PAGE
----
The Soviet Union legally ceased to exist on 31 December 1991, and its end brought a whole host of changes about, as you might imagine. The new state, instead named the Russian Federation, entered independence in what can only be described as a state of serious disorder and economic chaos. Yikes.
The nation, led by its first President, Boris Yeltsin, faced economic collapse from the outset. By the time 1991 had swung around, Russia’s GDP had dropped by one sixth, while the budget deficit was approximately one fourth of the GDP. If you’re wondering what all this means, in simple terms Russia was screwed financially. And so, Yeltsin was immediately tasked with transforming a ruined economy into a free-market democracy.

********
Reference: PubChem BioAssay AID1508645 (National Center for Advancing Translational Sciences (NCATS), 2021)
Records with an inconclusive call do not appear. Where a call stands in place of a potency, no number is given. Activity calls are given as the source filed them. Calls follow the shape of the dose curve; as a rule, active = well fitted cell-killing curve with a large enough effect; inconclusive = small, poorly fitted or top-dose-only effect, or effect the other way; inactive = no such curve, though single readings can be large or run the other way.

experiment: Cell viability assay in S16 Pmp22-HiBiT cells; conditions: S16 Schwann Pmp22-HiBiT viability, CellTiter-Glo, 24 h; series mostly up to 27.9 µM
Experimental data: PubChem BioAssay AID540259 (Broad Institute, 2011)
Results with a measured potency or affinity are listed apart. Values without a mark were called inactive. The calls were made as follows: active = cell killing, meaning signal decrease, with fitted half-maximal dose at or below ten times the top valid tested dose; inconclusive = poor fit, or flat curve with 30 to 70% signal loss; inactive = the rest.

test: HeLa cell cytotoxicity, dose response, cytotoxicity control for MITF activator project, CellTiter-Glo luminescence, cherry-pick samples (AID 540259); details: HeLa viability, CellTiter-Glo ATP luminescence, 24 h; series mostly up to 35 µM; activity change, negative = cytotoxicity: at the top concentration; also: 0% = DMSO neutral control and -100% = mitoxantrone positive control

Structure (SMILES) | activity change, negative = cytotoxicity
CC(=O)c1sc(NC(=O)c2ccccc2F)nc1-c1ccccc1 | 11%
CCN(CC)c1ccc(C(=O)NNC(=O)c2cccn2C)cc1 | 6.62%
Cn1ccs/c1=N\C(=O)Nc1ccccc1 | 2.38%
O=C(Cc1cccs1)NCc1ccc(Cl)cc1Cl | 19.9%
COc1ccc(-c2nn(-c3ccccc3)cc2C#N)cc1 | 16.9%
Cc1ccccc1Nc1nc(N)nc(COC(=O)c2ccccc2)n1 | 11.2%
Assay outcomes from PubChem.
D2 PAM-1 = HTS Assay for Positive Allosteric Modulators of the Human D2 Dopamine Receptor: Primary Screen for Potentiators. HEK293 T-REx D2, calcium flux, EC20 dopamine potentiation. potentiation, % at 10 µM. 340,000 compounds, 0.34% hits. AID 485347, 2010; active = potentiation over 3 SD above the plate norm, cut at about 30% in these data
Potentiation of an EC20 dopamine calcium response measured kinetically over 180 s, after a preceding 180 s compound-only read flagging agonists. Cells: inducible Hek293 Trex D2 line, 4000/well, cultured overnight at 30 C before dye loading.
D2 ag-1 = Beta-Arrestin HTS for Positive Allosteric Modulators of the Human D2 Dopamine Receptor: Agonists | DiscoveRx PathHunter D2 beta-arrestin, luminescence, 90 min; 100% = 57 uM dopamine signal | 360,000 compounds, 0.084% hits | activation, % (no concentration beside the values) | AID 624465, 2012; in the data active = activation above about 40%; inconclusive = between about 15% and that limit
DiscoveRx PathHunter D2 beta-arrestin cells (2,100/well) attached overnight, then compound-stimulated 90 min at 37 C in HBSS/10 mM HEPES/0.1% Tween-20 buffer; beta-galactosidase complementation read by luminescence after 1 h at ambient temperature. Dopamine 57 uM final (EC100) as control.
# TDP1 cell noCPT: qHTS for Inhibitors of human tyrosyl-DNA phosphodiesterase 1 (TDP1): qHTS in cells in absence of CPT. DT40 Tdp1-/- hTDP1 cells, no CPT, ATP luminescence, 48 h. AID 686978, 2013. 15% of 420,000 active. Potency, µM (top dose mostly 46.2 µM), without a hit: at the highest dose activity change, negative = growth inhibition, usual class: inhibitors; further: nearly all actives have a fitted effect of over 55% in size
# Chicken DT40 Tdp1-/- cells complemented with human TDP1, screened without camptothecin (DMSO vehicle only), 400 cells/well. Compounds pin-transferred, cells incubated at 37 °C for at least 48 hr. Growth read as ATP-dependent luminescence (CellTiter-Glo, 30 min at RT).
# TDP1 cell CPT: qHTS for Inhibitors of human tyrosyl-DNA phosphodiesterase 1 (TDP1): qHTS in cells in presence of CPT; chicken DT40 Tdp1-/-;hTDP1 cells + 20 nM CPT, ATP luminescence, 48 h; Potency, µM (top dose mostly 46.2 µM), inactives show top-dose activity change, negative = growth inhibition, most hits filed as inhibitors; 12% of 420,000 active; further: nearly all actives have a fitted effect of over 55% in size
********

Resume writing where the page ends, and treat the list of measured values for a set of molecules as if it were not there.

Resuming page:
Making matters worse, the new President and his cabinet lacked a clear plan, and didn’t have the luxury of time to figure things out. Luckily, Yeltsin at least commanded great popular support – he needed it, given his free-market reforms brought poverty to many who couldn’t afford to adapt to the post-Communist world.
Yeltsin’s Russia was plagued by poverty, political and social problems and corruption. It also saw fighting in Chechnya, and suffered an increase in criminality and lawlessness. So, not good. Just so you know, Yeltsin was re-elected in 1996, and served as President of Russia until 1999.